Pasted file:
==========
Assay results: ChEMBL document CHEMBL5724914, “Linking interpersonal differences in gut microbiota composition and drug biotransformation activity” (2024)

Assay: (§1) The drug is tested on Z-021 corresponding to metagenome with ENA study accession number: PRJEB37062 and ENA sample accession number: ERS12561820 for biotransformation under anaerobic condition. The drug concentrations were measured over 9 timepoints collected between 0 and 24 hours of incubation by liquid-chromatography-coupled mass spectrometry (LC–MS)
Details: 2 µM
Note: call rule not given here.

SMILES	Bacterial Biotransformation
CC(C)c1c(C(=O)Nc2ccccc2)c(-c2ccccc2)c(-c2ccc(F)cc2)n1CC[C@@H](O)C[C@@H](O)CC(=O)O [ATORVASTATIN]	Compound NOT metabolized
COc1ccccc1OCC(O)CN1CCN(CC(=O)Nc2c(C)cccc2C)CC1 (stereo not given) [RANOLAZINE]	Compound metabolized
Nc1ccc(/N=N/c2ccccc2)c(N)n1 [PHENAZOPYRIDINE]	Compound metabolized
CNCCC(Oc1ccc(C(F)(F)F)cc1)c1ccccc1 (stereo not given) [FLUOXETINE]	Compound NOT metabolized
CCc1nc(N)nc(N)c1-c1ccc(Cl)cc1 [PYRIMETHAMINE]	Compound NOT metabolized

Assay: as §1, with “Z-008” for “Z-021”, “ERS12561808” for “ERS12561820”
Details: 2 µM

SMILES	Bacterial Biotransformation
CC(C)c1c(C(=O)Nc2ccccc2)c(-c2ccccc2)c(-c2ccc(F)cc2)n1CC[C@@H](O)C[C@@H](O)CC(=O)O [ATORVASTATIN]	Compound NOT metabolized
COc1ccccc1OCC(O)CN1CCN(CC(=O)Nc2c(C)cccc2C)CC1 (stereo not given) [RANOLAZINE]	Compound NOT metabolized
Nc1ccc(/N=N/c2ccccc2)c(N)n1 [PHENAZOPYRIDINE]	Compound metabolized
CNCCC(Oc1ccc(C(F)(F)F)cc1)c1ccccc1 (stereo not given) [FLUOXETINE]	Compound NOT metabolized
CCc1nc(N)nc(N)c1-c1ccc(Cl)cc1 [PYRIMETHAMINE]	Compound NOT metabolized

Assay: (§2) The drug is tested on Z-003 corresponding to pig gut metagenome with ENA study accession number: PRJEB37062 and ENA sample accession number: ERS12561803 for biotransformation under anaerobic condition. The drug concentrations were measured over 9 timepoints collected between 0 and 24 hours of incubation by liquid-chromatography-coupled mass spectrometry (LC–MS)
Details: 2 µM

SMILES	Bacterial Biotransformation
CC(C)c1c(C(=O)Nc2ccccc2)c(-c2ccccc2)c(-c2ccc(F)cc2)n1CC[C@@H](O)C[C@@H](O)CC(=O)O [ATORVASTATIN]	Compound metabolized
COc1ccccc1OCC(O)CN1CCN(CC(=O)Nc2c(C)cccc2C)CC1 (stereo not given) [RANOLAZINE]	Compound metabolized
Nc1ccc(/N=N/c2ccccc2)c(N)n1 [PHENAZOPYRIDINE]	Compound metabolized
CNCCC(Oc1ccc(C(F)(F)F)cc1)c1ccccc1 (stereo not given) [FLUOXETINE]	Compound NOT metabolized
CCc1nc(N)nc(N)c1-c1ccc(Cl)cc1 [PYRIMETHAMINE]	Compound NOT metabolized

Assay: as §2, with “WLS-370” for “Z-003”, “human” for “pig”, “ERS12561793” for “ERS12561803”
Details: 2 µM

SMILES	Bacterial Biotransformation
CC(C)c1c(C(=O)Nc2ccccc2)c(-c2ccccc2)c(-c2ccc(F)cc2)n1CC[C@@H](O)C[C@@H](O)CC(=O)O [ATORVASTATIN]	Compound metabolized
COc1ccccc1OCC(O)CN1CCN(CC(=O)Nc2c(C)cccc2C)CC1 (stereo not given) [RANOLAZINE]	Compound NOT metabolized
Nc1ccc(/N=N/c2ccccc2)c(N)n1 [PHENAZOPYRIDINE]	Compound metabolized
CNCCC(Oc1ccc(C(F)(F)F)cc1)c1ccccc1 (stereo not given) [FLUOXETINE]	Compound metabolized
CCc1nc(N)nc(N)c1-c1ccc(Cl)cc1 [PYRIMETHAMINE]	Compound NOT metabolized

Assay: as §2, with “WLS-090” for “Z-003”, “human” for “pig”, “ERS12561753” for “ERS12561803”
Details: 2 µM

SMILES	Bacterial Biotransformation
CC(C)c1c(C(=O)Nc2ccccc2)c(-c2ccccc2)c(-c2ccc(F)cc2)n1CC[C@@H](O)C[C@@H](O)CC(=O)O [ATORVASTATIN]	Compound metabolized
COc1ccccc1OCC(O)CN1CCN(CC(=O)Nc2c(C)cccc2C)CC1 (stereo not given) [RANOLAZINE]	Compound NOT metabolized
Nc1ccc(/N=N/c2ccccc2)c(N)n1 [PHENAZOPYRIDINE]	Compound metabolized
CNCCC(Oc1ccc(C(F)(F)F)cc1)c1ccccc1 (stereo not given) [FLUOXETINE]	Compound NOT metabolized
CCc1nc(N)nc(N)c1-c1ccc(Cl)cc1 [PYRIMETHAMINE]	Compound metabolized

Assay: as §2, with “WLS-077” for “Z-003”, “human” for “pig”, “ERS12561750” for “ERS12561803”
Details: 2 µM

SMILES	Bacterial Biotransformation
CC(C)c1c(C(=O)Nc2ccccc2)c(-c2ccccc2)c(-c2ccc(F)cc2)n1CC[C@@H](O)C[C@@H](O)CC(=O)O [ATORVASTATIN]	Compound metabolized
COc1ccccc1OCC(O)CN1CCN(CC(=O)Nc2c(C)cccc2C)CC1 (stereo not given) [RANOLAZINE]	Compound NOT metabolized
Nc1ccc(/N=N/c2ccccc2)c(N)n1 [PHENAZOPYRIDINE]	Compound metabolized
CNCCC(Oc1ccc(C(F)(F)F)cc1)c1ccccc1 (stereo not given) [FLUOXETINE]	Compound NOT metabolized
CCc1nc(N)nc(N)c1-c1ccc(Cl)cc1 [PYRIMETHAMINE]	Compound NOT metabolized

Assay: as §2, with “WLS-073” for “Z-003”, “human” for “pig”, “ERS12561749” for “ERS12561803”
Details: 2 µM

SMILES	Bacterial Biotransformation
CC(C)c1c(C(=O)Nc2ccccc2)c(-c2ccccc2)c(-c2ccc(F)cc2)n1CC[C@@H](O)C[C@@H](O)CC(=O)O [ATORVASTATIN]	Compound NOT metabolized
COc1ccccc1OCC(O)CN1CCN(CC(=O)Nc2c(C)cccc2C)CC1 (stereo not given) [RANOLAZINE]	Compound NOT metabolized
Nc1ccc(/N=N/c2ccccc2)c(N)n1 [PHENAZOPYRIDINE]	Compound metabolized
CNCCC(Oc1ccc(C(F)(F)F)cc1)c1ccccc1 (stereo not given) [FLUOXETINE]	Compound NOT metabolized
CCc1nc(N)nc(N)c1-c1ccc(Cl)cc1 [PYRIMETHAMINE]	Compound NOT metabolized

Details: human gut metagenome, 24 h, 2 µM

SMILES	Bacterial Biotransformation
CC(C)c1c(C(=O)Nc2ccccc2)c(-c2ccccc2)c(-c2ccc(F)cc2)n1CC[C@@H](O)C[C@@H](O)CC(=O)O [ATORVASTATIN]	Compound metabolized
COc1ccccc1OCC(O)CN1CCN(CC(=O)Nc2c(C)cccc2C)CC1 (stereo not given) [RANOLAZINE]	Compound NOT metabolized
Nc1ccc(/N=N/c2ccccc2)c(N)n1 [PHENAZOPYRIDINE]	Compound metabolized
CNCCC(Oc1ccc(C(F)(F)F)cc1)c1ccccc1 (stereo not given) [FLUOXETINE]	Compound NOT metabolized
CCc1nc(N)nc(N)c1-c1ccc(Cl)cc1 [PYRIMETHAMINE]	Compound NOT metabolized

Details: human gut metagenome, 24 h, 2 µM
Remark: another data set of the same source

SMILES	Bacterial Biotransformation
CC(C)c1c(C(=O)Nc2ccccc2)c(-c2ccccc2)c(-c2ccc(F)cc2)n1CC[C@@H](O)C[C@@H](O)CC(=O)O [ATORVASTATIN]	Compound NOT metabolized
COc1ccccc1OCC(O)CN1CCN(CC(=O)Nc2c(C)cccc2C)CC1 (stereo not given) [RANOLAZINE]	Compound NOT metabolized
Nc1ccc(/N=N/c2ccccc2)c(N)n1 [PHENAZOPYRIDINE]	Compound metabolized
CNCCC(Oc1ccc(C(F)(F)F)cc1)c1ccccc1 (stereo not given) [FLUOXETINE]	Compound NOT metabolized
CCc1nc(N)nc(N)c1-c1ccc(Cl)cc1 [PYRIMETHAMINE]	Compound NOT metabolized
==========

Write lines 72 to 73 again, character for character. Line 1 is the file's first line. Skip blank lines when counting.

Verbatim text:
CNCCC(Oc1ccc(C(F)(F)F)cc1)c1ccccc1 (stereo not given) [FLUOXETINE]	Compound NOT metabolized
CCc1nc(N)nc(N)c1-c1ccc(Cl)cc1 [PYRIMETHAMINE]	Compound NOT metabolized